FUNNY, SAD, DYSFUNCTIONAL AND CANDID
CRIMES OF THE HEART
by Beth Henley
Directed by Geoff Allen
for Galatea Theatre
at The Pumphouse, Takapuna, Auckland
From 21 Nov 2012 to 24 Nov 2012
Reviewed by Lexie Matheson, 26 Nov 2012
Call me old fashioned but I do like a good play and Crimes of the Heart is certainly a good play – and has the credentials to prove it.
Completed in 1978 and initially unwanted for performance by the regional theatres in the US, by 1981 Crimes of the Heart had earned playwright Beth Henley the New York Drama Critics' Circle Award for Best American Play where she joined such names as Miguel Piñero, David Mamet and Terrence McNally, the prestigious Drama Desk Award for Outstanding Play which she shared, in 1981, with Peter Shaffer's Amadeus and ultimately, also in '81, the Pulitzer Prize for Drama.
Crimes of the Heart was adapted for the screen in 1986 and directed by Australian born Bruce Beresford where it notched up three Academy Award nominations including one for Henley for Best Adapted Screenplay. The movie starred Diane Keaton as Lenny Magrath, Jessica Lange as Meg Magrath, Sissy Spacek as Babe Magrath Botrelle and playwright Sam Shepard, the 1979 recipient of the Pulitzer Prize for Drama, as Doc Porter.
While never quite revisiting the dizzy heights of 1981, Henley has continued to write quality scripts for the theatre - The Miss Firecracker Contest (1979), Sisters of the Winter Madrigal (2003) and Ridiculous Fraud (2007) – and for film – Nobody's Fool (1986) and Miss Firecracker (1989).
Henley chooses a consistent locale for her narratives – in particular for her early work – and most are set in the states of the Deep South. Crimes of the Heart, set in Hazlehurst, Mississippi, can be seen as a blueprint of sorts for her later plays.
There is a contextual truth in her narrative and character creation that comes, I suspect, from not moving far from what she knows best. Henley, while born forty miles away in Jackson, was raised in Hazlehurst and it shows in the fine print and between the lines of her fine text. I'll talk about the importance of Southern music later but it's sufficient at this point to remind ourselves that Robert Johnson, king of the Mississippi delta blues singers, was born in Hazlehurst as was the fictional Emmett Honeycutt from Queer as Folk,which just goes to show that, in Hazlehurst, the line between reality and illusion is imprecisely drawn.
Henley's characters are often misfits and the Magrath sisters are no exception.
Henley etches fine female roles – always welcome in any theatre milieu – and her focus is almost always on familial love and loyalty, on gender identity and the restrictions society traditionally places on women; those boundaries which lock them permanently into a domestic environment and the roles that habitually accompany being in the home. Southern society with its socially conservative, evangelical Bible Belt formality and the attendant rigid stereotyping of its populace are rich pickings for Henley and the beneficiaries are, in due course, the artists for whom she writes and her audiences.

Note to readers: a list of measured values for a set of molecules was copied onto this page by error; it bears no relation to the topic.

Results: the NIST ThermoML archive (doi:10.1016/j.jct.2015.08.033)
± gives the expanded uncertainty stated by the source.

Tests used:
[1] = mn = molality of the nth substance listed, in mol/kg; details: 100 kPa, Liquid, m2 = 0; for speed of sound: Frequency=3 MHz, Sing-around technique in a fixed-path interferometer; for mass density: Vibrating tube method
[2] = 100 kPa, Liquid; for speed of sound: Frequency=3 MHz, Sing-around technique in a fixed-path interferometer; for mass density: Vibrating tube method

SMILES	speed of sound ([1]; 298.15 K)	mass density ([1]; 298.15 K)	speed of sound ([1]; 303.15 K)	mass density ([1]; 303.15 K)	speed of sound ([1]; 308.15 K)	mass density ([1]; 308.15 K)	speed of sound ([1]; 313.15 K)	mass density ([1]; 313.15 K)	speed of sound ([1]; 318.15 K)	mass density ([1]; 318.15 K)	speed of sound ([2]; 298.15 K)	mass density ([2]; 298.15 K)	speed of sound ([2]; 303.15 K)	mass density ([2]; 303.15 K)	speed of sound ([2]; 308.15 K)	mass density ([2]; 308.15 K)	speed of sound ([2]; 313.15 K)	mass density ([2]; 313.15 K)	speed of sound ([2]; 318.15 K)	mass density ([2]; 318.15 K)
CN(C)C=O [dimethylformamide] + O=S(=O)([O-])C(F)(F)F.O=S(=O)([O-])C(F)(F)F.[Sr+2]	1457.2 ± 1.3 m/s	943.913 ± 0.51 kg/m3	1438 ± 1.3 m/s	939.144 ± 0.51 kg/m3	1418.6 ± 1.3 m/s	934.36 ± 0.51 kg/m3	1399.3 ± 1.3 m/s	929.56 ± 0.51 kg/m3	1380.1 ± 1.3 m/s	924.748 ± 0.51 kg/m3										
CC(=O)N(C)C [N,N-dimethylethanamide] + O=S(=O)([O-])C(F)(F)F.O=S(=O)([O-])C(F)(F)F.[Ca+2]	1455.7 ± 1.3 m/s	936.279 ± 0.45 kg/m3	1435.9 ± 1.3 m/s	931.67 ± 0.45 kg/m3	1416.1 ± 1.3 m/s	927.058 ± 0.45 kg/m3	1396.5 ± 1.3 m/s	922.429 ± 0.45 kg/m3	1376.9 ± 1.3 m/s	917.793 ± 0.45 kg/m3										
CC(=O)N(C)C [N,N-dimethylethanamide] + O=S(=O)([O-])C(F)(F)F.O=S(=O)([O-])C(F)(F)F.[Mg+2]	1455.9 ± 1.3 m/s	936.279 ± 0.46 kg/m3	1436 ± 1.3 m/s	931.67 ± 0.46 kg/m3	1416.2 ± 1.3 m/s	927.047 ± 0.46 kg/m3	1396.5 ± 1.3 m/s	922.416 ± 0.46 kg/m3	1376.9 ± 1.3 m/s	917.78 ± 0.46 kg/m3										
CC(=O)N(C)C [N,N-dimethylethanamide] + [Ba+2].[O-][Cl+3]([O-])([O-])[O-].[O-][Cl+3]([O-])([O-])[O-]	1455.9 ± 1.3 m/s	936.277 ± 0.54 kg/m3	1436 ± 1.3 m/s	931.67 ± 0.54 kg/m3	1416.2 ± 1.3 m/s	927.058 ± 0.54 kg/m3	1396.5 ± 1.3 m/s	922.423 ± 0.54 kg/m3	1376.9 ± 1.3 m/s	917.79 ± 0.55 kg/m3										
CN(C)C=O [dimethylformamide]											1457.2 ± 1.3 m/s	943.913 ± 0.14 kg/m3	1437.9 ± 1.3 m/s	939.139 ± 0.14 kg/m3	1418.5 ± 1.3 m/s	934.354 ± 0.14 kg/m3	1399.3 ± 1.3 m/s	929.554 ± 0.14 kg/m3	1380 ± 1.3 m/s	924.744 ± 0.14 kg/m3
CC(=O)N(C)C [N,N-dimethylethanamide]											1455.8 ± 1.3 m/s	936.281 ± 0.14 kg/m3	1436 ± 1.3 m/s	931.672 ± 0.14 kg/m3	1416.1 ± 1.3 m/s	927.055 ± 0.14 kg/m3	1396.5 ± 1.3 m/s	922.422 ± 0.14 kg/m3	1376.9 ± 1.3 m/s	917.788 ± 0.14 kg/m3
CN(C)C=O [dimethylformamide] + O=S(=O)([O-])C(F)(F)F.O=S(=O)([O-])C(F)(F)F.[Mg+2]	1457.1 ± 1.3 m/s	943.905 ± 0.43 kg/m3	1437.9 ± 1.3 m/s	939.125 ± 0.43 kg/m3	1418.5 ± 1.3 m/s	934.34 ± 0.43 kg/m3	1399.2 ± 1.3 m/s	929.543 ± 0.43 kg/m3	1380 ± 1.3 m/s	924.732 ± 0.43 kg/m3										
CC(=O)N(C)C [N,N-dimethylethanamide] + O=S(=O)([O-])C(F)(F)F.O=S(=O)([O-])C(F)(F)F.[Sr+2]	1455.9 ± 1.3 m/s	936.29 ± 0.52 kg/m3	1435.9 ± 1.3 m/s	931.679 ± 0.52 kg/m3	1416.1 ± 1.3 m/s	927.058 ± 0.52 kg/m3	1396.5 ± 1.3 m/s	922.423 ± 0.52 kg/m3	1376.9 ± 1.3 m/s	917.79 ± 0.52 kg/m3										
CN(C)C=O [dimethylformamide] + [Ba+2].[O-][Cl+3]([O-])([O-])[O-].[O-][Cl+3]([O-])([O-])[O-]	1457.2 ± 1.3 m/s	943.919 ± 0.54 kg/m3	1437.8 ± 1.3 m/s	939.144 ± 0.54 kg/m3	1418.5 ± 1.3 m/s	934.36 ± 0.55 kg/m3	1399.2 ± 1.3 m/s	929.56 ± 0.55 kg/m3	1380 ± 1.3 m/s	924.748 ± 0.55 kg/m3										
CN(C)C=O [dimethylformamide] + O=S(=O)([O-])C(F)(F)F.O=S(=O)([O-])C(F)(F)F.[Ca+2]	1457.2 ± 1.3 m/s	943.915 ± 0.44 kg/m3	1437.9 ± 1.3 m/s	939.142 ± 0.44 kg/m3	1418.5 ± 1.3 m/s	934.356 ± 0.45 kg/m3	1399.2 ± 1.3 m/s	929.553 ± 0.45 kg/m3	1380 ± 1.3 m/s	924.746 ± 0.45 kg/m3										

Crimes of the Heart is the story of three sisters each of whom has committed – you guessed it – ‘crimes of the heart'. They have all been raised by Granddaddy after Daddy left home when they were young'uns and Mama hanged herself along with the family pet. Now Granddaddy is in the hospital and the family has come back together to deal with the indisputable fact that sister Babe has shot her husband “cause I just didn't like his looks” and is on bail having been charged with his attempted murder.
Middle sister Meg has interrupted her career as a country singer in Hollywood to return home, and puts even more funk into the dysfunction that embodies this oddball clutch of chicks.
Granddaddy never appears but is a critical figure in the action of the play. The deceased Mama and the equally departed family cat are omnipresent too, and the fact that this all happens on elder sister Lenny's 30th birthday just adds to the wonderfully goofball feel that the narrative has. It ambles, races, meanders and sashays its naturalistic way through a 2 hours 35 minute journey that my ten year old son said “didn't seem anywhere near that long at all.”
The narrative, exotic and extraordinary though it is, exists principally to hang the characters on. There's a lot going on superficially but there's a lot lurking and festering under the surface too.
Lenny (Sarah Gallagher) is the stay-at-home, spinster older sister. She's thirty and it seems it's all over for her on the romantic front. She certainly thinks so and it's all the fault, she tells us often, of her withered ovary. It's Lenny's job to look after Granddaddy and to keep the home fires burning.
Gallagher's intelligent performance is rich in idiosyncrasy and, while there are times when it's possible to see the frump Lenny has allowed herself to become, Gallagher consistently finds the dignity and honour in her every situation. Mind you, I wouldn't want to be on her bad side if there's a tongue-lashing to be had or a broom within her reach, either!
Meg (Gina Timberlake) has come home from Hollywood where she has been, it seems, pursuing a singing career. She's the sister who left home to seek fame and fortune but she returns, unmarried, to less than a prodigal's welcome. There's more to Meg than meets the eye – we suspect this from the first moment we see her and again later when she alludes to her “helluva time over Christmas when she went nuts” – but what does meet the eye is enormously attractive and, at the same time, monumentally irritating.
Timberlake plays Meg to the hilt exposing her flaws and quirks as and when required but allowing us to find an odd affection for her too – all in our own time. As Babe reminds us, “Things have been hard for Meg. After all, she was the one who found Mama.”